The United States Navy will be ditching touchscreens on its fleet soon, after a decision to revert control systems back to standard physical controls was made for its upcoming new DDG-51 destroyers.
In designing military ships for the US Navy, there is often no strict code, layout, our guidelines to follow. This allows shipbuilders to incorporate any type of design so long as it is expected to provide relative efficiency onto its purpose.
Due to the default drive to push for technological innovation on these vessels, updating access and navigation systems with the latest in consumer technology can become the norm. Thus touchscreens were soon incorporated in US Navy destroyers following the boom of mobile devices during the early 2010s.
Unfortunately, this might have been the point where design fails to meet more traditional practical criteria.
In 2017, two accidents involving the US ships were indirectly attributed to poor control and maneuvering of the vessels. The USS Fitzgerald collided with South Korean tanker ACX Crystal in June, while USS McCain crashed into another tanker off the coast of Singapore in August.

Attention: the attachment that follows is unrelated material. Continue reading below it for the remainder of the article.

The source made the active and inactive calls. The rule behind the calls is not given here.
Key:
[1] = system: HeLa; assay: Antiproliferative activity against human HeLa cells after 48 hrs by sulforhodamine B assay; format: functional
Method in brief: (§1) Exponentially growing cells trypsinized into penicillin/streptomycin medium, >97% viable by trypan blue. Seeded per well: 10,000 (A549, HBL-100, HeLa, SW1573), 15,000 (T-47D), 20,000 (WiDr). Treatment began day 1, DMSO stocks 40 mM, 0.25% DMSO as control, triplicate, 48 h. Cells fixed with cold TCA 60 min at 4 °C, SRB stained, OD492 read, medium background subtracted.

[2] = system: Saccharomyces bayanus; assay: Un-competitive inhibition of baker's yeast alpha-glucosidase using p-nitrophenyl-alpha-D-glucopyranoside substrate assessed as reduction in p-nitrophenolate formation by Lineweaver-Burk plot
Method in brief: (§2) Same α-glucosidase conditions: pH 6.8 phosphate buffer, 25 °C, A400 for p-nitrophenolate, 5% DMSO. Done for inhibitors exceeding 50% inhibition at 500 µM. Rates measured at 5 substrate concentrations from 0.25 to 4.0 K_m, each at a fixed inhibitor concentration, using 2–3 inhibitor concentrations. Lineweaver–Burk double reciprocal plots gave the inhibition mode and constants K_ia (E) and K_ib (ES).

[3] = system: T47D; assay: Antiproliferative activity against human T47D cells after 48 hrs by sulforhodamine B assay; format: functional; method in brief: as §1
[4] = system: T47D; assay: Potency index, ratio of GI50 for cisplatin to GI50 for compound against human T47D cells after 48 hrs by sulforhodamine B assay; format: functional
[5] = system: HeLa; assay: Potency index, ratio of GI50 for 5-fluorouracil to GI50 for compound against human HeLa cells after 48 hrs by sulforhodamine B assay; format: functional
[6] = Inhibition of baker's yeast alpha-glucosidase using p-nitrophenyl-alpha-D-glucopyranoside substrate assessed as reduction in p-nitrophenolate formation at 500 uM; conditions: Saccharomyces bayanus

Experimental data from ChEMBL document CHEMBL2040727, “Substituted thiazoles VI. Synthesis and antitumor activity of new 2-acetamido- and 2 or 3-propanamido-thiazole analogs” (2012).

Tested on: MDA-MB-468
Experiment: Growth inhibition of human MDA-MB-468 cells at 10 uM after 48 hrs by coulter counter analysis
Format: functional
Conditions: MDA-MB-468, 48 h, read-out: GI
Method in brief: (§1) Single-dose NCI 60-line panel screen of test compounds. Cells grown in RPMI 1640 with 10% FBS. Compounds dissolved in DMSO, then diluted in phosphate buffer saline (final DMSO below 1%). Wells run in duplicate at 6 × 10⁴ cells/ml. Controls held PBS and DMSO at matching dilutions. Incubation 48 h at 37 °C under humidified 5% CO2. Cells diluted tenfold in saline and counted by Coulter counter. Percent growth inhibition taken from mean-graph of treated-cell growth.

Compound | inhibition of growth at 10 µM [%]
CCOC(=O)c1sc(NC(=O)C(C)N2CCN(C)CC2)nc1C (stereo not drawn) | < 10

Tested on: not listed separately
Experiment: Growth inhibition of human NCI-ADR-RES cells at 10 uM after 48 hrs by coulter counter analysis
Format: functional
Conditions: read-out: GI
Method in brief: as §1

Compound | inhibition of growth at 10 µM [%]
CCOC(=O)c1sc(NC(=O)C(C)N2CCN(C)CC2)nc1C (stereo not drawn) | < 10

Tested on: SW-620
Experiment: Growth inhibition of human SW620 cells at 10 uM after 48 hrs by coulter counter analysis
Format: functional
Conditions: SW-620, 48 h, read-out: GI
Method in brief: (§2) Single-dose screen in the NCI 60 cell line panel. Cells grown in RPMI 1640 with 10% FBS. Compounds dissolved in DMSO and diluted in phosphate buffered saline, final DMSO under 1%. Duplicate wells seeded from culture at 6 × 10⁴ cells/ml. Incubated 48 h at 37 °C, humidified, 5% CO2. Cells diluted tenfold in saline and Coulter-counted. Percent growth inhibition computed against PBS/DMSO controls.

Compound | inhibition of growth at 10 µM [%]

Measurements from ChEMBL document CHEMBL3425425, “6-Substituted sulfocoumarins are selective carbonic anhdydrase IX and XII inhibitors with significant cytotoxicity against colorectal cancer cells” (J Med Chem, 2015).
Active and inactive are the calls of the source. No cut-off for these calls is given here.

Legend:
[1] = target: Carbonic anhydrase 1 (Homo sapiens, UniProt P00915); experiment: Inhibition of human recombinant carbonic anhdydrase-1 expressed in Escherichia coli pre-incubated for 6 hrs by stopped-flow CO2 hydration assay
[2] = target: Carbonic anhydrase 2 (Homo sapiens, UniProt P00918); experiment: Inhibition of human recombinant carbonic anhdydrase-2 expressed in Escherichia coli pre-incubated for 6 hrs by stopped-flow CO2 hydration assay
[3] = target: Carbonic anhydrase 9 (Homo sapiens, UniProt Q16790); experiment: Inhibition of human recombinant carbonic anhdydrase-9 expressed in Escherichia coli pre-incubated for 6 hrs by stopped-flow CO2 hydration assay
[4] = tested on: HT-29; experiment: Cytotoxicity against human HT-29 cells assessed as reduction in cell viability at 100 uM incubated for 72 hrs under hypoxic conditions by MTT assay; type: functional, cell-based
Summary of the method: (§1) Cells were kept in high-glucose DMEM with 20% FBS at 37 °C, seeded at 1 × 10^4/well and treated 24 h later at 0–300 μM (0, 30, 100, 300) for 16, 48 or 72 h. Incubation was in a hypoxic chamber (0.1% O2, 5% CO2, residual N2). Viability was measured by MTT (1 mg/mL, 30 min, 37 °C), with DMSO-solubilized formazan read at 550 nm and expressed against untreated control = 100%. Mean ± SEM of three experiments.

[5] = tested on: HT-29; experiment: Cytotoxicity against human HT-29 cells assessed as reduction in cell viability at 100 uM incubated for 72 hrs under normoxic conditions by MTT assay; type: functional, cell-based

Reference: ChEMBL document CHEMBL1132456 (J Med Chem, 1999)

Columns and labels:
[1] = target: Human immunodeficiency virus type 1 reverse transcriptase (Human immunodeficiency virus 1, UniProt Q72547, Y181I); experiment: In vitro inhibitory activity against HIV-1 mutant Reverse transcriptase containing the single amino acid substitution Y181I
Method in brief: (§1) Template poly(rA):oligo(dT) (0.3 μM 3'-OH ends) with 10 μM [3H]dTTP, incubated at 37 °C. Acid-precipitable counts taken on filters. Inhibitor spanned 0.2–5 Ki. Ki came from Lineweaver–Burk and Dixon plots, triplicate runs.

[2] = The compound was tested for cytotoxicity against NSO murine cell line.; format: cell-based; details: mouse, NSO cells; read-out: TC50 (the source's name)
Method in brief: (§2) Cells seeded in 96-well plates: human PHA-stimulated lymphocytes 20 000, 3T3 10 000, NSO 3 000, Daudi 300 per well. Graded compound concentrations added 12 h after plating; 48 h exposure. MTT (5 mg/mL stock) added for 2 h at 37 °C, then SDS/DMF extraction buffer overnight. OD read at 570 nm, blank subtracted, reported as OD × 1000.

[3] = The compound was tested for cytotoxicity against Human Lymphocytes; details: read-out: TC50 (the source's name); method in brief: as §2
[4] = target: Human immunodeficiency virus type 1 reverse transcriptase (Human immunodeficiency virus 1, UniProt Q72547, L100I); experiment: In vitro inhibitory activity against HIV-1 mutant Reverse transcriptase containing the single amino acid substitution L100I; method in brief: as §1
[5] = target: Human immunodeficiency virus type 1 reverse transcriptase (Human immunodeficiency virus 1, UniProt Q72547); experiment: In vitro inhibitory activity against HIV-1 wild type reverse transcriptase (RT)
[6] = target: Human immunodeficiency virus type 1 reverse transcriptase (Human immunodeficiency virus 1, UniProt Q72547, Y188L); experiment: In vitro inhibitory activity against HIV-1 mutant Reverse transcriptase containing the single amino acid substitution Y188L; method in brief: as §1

There was no specific mention of touchscreens being directly responsible for these incidents. However, the investigations have largely concluded that the delay to respond to the urgency of an imminent collision was squarely pointed to how the ship’s personnel was poorly trained for the complexity of the ship system’s touchscreen UI.
These two accidents have then prompted the Navy to announce its decision to refit its current DDG-51 destroyer fleet with physical throttles, as well as a more traditional and manual helm control system. According to an interview by USNI to Rear Admiral Lorin Selby, the emphasis on instantly and instinctively knowing the information and the associated action needed is very much tied to the layout of physical controls.
While it is arguable that adequate training and acclimation may be the only necessary requirements to ensure the optimal use of a touchscreen-based system, reacting quickly to certain urgent situations may not be possible due to the multiple layers of access. This is where the importance of direct control and haptic feedback (and thus reduced delay) provided by physical control systems come into play.
In fact, even other organizations and business entities in the tech industry have also reverted back, at least partially, from full touchscreen interfaces due to the exact same control delay concerns. Later versions of SpaceX’s Dragon capsule, for example, was refitted with physical buttons to ensure that control is maintained, even in the event of a screen malfunction.
Sadly, the same cannot be said for the current trend in automobiles to forego traditional buttons and meters. Probably best exemplified by a Tesla.
According to the US Navy, the refits are scheduled to be completed sometime during 2020, projected towards an 18-month reinstallation and implementation period.